... the real hero of Chad Deity is Macedonia Guerra ... aka The Mace. Macedonia’s job is to make the likes of Chad Deity look good. Stars like Chad Deity can’t exist without people like the Mace willing to act like they’ve lost every bout. ... a wholly endearing mix of self-deprecation and fierce pride. He knows he’s far more intelligent than his boss will ever be. He also knows that all his innate intelligence isn’t worth a slap in a world that prefers its villains and heroes in simple, black and white terms. ...
For Macedonia, a way up in the wrestling world presents itself in Vigneshwar Padujar ... a multi-lingual Brooklyn-born Indian kid who is, no matter where he goes, “the most amazing thing in the room.” Charisma might owe Chad Deity money, but VP owns the entire fricking bank. ... and so begins the career of Chad Deity’s next enemy. [Wrestling boss Everett K. Olsen], in a move so awful it’s hilarious, has VP hit the ring as The Fundamentalist, a “Moslem” who enters flanked by women in burkas and praising Allah. In the lead up to a pay-per-view bout with Chad, the Fundamentalist beats up guys with names like Billy America ... and The Patriot ... . The fights manage to be both a tragic commentary on ugly Americans like E.K. and a wildly amusing mockery of them.
As animosity in the ring starts bleeding into real life, the dynamic between wrestlers becomes ever more complicated. As Macedonia worriedly notes, without community among in-ring enemies, wrestling gets dangerous. So as Chad and VP come to despise each other for real, the looming bout between them become fraught with the possibility of unscripted danger.
By having greased up, impossibly muscle-y men tear through the audience waving flags and shouting threats, Chad Deity manages to instigate the kind of audience participation you’d find at ringside at a Vegas championship bout. It’s wildly fun, wickedly funny and deeply provocative. In the so-called fake world of professional wrestling, Diaz captures profundity, adventure, aspirations and true triumph. The result is a theatrical prize. "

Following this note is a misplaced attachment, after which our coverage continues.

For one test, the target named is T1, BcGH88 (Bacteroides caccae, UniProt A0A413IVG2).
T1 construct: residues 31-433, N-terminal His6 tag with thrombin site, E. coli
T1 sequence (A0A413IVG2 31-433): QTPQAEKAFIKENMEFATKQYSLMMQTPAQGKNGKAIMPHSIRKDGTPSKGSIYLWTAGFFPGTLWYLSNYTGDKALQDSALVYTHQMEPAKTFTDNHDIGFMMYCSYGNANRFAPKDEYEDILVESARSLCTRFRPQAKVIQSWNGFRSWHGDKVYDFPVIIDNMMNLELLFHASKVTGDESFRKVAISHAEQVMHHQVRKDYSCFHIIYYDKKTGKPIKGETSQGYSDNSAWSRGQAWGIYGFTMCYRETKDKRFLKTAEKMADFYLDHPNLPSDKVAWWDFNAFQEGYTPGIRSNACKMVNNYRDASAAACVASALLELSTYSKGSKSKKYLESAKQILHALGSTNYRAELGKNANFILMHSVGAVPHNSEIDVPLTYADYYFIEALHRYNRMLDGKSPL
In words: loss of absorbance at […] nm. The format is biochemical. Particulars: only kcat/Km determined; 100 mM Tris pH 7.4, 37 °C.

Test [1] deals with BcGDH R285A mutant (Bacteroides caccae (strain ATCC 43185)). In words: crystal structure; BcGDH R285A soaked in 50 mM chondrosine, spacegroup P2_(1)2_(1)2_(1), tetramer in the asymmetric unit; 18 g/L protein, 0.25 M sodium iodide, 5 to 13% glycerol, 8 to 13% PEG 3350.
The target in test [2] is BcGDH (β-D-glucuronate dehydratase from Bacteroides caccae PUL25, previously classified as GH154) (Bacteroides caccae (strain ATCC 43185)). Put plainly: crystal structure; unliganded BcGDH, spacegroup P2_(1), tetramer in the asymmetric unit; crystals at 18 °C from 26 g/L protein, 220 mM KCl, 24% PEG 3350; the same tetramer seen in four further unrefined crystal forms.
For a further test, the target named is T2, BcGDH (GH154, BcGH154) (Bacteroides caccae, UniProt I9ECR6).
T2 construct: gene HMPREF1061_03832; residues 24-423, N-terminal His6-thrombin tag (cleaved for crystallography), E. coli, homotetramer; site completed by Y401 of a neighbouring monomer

Reviewed by Alan Bresloff
"The Elaborate Entry of Chad Deity
Is wrestling an art form, a sporting event or theater? These are some of the questions posed in Kristoffer Diaz's marvelous new play "The Elaborate Entrance of Chad Deity" now on the main stage at Victory Gardens Theater. ... What an evening of theater! Yes, this is unlike what most audiences anticipate, but let's face it, wrestling is theater of the absurd. ...
"Chad Deity" is more than just a comic spoof of the craziness that wrestling brings to the public. It is also a look at the racial stereotypes that we seem to have about the sport. And through its fun-filled hop-hop charisma, we learn more about what it is that makes people want more. The story also involves some fears that people have about the unknown. Diaz, it turns out grew up watching wrestling on TV and from his youthful memories, he has drawn characters that could easily have been the real thing. ...
What takes place is not what we all expected and there is a little surprise at the end. In reality, the last line (which I cannot divulge, as it would ruin the ending) is quite powerful and cause to make you really think about what you just experienced. ..."